Five months after this episode, the patient reintroduced pravastatin 40 mg once daily, on his own initiative. Three days later, the patient felt epigastric pain radiating to the back. Laboratory examination revealed an increased serum amylase level (2,334 U/L). Pravastatin was discontinued and the patient was discharged 6 days later. The patient is now being treated with bezafibrate which is well tolerated.


Statin induced pancreatitis is very rare and only a few cases have been reported in the literature. Atorvastatin [3, 4], fluvastatin [5, 6], lovastatin [7, 8, 9], and simvastatin [10, 11, 12, 13] were the only statins reported to have caused this side-effect prior to our study (Table 1).
No data exist about the potential mechanism of statin-induced pancreatitis. In four previous case reports, drug interaction had been suggested as the triggering factor for the development of pancreatitis. Wong et al. [8] described a patient who had been taking lovastatin for 7 years. After the administration of erythromycin for a dental procedure, the patient developed multiple organ toxicity including pancreatitis. Lovastatin was later reintroduced without further side effects. Abdhul-Ghaffar and el-Sonbaty [9] reported that the combination of lovastatin and gemfibrozil resulted in rhabdomyolysis and pancreatitis. Miltiadous et al. [3] suggested a possible interaction mechanism between atorvastatin and salicylates while McDonald et al. [10] described a case of pancreatitis associated with the synchronous administration of simvastatin and fenofibrate. The reported length of statin treatment until the onset of pancreatitis varies considerably in the previously reported cases. In two cases [4, 13], pancreatitis occurred during the first day of the therapy, while in other cases, the patients had been using the statin for years before the development of this side effect [3, 8]. Only in three cases [5, 7, 11], had the statin been reintroduced resulting in recurrence of pancreatitis. The clinical course of pancreatitis in the reported cases was, for the most part, mild. In two cases [8, 9], rhabdomyolysis complicated the course of acute pancreatitis and, in one of these patients, renal failure developed [8]. Only in the case described by McDonald et al. [10], was the co-administration of simvastatin and fenofibrate associated with severe pancreatitis having a fatal outcome. In the case described by Abdhul-Ghaffar and el-Sonbaty [9], pancreatitis was induced by combination therapy of lovastatin and gemfibrozil, and was complicated by pseudocyst formation.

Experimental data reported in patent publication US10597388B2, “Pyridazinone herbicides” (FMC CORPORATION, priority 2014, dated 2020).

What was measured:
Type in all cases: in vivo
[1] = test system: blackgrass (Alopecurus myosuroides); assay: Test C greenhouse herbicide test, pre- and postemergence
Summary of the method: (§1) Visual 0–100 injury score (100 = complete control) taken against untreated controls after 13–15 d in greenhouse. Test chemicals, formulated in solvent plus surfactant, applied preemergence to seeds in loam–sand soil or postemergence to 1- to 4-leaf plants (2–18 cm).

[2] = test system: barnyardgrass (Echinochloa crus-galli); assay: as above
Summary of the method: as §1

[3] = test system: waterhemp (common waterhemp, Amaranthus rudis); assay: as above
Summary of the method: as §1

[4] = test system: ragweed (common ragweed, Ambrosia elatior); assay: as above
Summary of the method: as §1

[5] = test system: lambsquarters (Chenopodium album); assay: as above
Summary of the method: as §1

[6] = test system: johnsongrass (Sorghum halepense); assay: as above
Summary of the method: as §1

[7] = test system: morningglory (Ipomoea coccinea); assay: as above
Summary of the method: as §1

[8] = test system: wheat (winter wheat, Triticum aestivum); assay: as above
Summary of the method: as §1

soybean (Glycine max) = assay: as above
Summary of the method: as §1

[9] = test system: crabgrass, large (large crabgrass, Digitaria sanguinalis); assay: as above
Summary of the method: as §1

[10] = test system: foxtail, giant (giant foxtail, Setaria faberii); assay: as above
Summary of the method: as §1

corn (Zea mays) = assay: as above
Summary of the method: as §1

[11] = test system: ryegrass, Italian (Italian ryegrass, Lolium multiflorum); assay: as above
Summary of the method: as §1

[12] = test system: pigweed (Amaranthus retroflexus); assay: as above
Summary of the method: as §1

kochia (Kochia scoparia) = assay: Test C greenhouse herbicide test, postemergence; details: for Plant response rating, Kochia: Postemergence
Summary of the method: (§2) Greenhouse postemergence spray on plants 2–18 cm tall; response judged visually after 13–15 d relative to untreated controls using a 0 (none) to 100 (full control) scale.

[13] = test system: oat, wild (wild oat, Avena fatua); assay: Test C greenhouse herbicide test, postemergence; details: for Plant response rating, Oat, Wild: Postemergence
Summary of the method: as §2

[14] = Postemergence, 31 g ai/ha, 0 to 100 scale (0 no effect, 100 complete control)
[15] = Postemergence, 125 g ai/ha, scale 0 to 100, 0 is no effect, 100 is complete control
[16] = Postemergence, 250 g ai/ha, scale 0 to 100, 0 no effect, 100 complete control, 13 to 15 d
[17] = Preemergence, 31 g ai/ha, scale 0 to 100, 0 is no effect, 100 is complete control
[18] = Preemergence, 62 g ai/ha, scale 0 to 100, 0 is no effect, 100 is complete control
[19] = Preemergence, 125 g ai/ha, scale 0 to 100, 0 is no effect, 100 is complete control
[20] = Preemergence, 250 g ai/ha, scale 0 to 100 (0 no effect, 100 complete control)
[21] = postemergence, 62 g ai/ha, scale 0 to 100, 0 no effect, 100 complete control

In our case, all other causes of pancreatitis were ruled out. There was no history of alcohol use and no family history of pancreatitis. There was no evidence of gallstone disease and serum values of calcium and triglycerides were normal. The patient was not taking any other medication. Our patient had been taking pravastatin for 6 months before the onset of acute pancreatitis. The reintroduction of pravastatin therapy resulted in the recurrence of pancreatitis and this strongly supports the association.
In conclusion, we have described a case of pravastatin-induced pancreatitis. This is the first report in the literature about pancreatitis caused by pravastatin and it further reinforces the fact that statins may cause acute pancreatitis. Despite the low incidence of drug-induced pancreatitis, all patients with acute pancreatitis of an unknown etiology should be carefully questioned about drugs possibly responsible for the induction of the disease. As the use of statins increases, physicians should consider the diagnosis of acute pancreatitis in patients taking these medications who then develop abdominal pain not explained by any other process If pancreatitis is suspected, the drug should be stopped and replaced to reduce the possibility of further episodes of pancreatitis

Tables at a glance

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Table 1